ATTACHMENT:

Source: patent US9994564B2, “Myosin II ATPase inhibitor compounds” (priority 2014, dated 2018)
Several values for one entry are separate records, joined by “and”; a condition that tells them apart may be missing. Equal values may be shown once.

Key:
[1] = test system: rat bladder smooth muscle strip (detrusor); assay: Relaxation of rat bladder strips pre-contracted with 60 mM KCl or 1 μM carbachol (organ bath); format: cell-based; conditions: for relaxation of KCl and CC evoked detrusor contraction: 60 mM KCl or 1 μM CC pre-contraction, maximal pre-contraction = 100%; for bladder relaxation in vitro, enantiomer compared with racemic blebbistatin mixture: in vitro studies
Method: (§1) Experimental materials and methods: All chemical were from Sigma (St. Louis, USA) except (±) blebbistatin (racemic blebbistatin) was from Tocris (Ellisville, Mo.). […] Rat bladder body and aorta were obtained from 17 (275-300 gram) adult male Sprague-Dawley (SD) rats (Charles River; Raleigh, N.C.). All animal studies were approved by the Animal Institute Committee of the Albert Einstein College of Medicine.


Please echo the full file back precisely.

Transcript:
Source: patent US9994564B2, “Myosin II ATPase inhibitor compounds” (priority 2014, dated 2018)
Several values for one entry are separate records, joined by “and”; a condition that tells them apart may be missing. Equal values may be shown once.

Key:
[1] = test system: rat bladder smooth muscle strip (detrusor); assay: Relaxation of rat bladder strips pre-contracted with 60 mM KCl or 1 μM carbachol (organ bath); format: cell-based; conditions: for relaxation of KCl and CC evoked detrusor contraction: 60 mM KCl or 1 μM CC pre-contraction, maximal pre-contraction = 100%; for bladder relaxation in vitro, enantiomer compared with racemic blebbistatin mixture: in vitro studies
Method: (§1) Experimental materials and methods: All chemical were from Sigma (St. Louis, USA) except (±) blebbistatin (racemic blebbistatin) was from Tocris (Ellisville, Mo.). […] Rat bladder body and aorta were obtained from 17 (275-300 gram) adult male Sprague-Dawley (SD) rats (Charles River; Raleigh, N.C.). All animal studies were approved by the Animal Institute Committee of the Albert Einstein College of Medicine.